The steps going up the main entrance of the fort are made of huge stone blocks. This was done to make it easier for the horses and elephants to climb up. After entering through the main spiked doorway it takes two sharp curves to reach the fort interiors. This was done to make the task of a probable enemy and his troops all the more cumbersome if they had to force entry through the main door, inadvertently giving precious time for those inside for last minute preparations. Smart.
The fort also holds a number of dungeons used to store grains and as an escape route during those tumulus times. Some even housed prisoners of war. Four of these enigmatic dungeons have been traced and restored. It is believed that one of the dungeons could have been a secret pathway that Pilaji Jadhavrao and his men used in times of crisis. Armed with a torch I sneaked down one of the dungeons and it was nothing short of thrilling.
The fortress was built for practical purposes and is devoid of any intricate designs, delicate carvings or decorative art on the ceilings and walls. The wood work, the main durwaaza with an armour of spikes, the rock stair ways all lend the fort a distinct masculine air. Although not as magnanimous as other Maratha era forts like Sinhgadh, Jadhavgadh has quite a few architectural similarities and is a fine example of Maratha craftsmanship.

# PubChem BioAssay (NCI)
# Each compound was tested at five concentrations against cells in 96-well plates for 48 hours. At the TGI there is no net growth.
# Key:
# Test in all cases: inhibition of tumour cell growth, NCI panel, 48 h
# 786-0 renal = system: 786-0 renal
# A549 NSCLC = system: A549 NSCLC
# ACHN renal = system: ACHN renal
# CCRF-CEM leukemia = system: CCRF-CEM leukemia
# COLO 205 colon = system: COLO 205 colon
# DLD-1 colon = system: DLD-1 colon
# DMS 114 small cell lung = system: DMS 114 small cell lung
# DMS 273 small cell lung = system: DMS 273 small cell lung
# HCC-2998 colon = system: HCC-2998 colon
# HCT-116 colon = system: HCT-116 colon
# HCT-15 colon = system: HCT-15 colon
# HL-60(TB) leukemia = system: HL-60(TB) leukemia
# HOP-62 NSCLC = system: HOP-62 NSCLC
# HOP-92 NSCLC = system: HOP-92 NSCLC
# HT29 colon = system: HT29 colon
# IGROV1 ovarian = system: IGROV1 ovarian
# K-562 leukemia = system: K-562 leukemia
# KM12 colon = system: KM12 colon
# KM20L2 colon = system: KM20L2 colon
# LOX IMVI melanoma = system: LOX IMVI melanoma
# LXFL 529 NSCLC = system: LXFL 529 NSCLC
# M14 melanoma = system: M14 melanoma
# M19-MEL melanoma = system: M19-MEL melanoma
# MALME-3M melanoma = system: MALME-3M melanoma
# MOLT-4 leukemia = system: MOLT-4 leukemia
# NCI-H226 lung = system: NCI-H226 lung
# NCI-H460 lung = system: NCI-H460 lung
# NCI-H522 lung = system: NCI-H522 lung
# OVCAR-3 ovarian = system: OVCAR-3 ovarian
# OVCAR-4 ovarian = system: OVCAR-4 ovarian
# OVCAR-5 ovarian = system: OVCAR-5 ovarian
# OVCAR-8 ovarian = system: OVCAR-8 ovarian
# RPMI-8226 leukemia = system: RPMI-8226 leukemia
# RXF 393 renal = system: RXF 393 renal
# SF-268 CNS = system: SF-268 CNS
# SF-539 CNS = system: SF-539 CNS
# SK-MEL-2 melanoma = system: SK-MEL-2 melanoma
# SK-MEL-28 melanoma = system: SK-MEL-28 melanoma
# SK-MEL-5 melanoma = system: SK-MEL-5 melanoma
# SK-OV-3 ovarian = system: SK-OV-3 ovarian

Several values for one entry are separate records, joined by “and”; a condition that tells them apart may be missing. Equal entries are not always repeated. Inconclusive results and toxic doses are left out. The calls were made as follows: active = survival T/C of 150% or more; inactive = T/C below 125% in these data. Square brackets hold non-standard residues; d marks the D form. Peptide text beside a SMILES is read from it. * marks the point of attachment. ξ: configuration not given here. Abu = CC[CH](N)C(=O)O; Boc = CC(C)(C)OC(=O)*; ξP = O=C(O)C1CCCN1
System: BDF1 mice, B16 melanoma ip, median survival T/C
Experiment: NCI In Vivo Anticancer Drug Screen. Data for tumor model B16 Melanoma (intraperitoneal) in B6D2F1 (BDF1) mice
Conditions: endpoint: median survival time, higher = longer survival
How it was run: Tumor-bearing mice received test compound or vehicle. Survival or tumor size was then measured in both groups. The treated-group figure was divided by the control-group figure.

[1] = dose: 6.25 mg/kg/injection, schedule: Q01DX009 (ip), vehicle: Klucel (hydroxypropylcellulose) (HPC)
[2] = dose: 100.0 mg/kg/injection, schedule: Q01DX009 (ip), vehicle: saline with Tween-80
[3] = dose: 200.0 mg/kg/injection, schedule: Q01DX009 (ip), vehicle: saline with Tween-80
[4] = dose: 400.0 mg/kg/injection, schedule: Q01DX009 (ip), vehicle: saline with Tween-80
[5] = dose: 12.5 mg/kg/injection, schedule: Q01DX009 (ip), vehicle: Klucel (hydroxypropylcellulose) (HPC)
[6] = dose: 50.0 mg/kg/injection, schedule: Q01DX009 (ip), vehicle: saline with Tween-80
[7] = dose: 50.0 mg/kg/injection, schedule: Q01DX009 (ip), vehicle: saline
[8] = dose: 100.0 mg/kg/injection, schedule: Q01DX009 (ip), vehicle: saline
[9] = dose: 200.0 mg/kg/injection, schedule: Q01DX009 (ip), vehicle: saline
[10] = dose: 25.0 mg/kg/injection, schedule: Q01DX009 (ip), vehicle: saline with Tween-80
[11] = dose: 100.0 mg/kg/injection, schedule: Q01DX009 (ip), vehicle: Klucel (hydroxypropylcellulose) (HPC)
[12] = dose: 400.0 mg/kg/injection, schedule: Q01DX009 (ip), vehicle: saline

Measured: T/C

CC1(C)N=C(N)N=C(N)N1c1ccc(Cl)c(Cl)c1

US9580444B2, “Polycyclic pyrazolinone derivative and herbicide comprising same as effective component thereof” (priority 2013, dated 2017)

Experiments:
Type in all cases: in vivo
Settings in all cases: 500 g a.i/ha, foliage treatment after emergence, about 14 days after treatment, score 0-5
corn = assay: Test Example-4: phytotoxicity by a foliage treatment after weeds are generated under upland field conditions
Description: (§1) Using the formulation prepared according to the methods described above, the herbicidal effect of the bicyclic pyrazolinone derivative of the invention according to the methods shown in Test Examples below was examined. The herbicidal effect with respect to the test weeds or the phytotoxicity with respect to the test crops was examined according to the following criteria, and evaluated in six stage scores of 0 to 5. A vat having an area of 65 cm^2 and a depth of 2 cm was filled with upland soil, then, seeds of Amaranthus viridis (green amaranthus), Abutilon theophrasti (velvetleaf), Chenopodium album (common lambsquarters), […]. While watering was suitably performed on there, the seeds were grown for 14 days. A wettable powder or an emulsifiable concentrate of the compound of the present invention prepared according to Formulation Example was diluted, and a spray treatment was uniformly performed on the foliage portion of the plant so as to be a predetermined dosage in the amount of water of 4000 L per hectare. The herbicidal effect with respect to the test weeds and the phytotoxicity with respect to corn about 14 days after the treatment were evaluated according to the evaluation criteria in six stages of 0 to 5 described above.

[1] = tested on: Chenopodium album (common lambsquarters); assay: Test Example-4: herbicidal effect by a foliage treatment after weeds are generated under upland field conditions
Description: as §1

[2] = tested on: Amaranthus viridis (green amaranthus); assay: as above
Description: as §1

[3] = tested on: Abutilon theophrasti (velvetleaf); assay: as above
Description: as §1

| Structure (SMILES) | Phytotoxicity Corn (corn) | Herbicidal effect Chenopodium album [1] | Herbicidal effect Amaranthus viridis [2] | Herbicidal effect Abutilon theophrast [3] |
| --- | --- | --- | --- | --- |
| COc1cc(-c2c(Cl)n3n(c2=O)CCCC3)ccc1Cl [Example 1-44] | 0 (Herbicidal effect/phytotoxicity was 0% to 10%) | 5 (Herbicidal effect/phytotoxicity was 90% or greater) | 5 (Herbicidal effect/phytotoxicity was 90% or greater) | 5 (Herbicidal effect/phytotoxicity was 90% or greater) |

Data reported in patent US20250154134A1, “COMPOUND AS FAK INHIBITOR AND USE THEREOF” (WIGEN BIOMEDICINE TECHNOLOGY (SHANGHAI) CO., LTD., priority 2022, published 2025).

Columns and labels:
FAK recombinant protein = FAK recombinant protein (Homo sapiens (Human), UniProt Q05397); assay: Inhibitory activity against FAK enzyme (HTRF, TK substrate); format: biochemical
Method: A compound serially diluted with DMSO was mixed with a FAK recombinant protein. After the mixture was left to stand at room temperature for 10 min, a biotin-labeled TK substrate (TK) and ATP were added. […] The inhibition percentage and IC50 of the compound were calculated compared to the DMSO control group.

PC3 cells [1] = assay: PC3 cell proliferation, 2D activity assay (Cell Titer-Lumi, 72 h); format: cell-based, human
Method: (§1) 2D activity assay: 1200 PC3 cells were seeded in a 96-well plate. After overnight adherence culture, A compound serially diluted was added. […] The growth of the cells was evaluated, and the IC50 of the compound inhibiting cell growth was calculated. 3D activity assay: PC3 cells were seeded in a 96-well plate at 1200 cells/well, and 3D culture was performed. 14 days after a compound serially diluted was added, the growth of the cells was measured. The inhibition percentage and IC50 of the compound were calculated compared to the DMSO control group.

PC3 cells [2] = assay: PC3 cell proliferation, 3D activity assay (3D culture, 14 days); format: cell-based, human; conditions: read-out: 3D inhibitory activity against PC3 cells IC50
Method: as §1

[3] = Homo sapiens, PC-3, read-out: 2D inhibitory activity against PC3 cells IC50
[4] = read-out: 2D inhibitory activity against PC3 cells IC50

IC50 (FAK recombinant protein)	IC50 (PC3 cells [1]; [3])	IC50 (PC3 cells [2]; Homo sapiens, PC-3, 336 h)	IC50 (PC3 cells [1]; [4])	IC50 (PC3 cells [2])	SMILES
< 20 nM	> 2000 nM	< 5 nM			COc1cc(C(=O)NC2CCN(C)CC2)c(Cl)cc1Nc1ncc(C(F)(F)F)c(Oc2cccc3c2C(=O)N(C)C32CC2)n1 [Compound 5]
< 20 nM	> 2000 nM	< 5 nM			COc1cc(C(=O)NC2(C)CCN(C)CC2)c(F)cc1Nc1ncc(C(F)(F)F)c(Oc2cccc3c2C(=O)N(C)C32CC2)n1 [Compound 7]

The fort also houses a swimming pool fringed by frangipani trees. A gentle breeze drops these white and yellow flowers all around and lends the surrounding a beautiful sweet scent.
After a leisurely breakfast I set out to explore the museum within the fort. Built on a horse stable it houses artefacts painstakingly collected by Dr Kamat himself over 40 years. A cultural cognoscenti can easily spend a day at the museum which exhibits a superlative collection of everyday items dating back to the early 17th and 18th century. Among the many fascinating items on display is the world’s biggest lock with seven keys without a key hole! Other items include brass kitchen items, bullock cart, palkhi, war ammunition, tanjore paintings, ornate doors, etc.
Fun activities at the fort
It’s now time to experience the Maratha way of life – a bullock cart ride. The carts are beautifully decorated with bells, embroidered patches and colourful headgears for the cows. Mattresses and pillows placed on the cow’s back make the ride comfortable. The cart takes me around the villages adjoining the fort and it’s an unforgettable experience. Don’t miss it.